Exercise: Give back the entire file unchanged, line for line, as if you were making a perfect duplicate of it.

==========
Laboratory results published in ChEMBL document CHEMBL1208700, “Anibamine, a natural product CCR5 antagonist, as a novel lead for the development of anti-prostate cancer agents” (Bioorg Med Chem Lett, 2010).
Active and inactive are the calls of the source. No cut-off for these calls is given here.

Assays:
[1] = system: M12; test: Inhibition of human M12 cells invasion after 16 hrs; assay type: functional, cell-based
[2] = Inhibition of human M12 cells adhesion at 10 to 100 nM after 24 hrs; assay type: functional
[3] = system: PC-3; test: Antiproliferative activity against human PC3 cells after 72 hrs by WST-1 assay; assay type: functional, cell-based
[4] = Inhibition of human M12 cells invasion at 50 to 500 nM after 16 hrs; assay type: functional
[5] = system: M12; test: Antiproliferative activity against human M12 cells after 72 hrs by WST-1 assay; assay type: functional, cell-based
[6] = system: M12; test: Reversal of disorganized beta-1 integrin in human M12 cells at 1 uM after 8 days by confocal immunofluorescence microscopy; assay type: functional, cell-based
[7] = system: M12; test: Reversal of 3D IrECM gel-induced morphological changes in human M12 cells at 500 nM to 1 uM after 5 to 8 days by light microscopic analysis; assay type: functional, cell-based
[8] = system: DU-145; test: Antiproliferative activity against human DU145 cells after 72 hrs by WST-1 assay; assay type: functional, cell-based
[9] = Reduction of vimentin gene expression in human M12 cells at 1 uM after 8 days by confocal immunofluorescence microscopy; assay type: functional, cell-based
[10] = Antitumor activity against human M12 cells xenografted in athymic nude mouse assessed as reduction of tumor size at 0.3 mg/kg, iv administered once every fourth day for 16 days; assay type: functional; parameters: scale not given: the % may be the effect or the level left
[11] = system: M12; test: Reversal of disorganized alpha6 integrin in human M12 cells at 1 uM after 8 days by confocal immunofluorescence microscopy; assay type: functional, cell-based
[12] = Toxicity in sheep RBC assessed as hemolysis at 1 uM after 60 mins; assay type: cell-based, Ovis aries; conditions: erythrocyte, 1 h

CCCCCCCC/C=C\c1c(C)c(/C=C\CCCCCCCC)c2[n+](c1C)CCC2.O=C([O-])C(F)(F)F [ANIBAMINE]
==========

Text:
Laboratory results published in ChEMBL document CHEMBL1208700, “Anibamine, a natural product CCR5 antagonist, as a novel lead for the development of anti-prostate cancer agents” (Bioorg Med Chem Lett, 2010).
Active and inactive are the calls of the source. No cut-off for these calls is given here.

Assays:
[1] = system: M12; test: Inhibition of human M12 cells invasion after 16 hrs; assay type: functional, cell-based
[2] = Inhibition of human M12 cells adhesion at 10 to 100 nM after 24 hrs; assay type: functional
[3] = system: PC-3; test: Antiproliferative activity against human PC3 cells after 72 hrs by WST-1 assay; assay type: functional, cell-based
[4] = Inhibition of human M12 cells invasion at 50 to 500 nM after 16 hrs; assay type: functional
[5] = system: M12; test: Antiproliferative activity against human M12 cells after 72 hrs by WST-1 assay; assay type: functional, cell-based
[6] = system: M12; test: Reversal of disorganized beta-1 integrin in human M12 cells at 1 uM after 8 days by confocal immunofluorescence microscopy; assay type: functional, cell-based
[7] = system: M12; test: Reversal of 3D IrECM gel-induced morphological changes in human M12 cells at 500 nM to 1 uM after 5 to 8 days by light microscopic analysis; assay type: functional, cell-based
[8] = system: DU-145; test: Antiproliferative activity against human DU145 cells after 72 hrs by WST-1 assay; assay type: functional, cell-based
[9] = Reduction of vimentin gene expression in human M12 cells at 1 uM after 8 days by confocal immunofluorescence microscopy; assay type: functional, cell-based
[10] = Antitumor activity against human M12 cells xenografted in athymic nude mouse assessed as reduction of tumor size at 0.3 mg/kg, iv administered once every fourth day for 16 days; assay type: functional; parameters: scale not given: the % may be the effect or the level left
[11] = system: M12; test: Reversal of disorganized alpha6 integrin in human M12 cells at 1 uM after 8 days by confocal immunofluorescence microscopy; assay type: functional, cell-based
[12] = Toxicity in sheep RBC assessed as hemolysis at 1 uM after 60 mins; assay type: cell-based, Ovis aries; conditions: erythrocyte, 1 h

CCCCCCCC/C=C\c1c(C)c(/C=C\CCCCCCCC)c2[n+](c1C)CCC2.O=C([O-])C(F)(F)F [ANIBAMINE]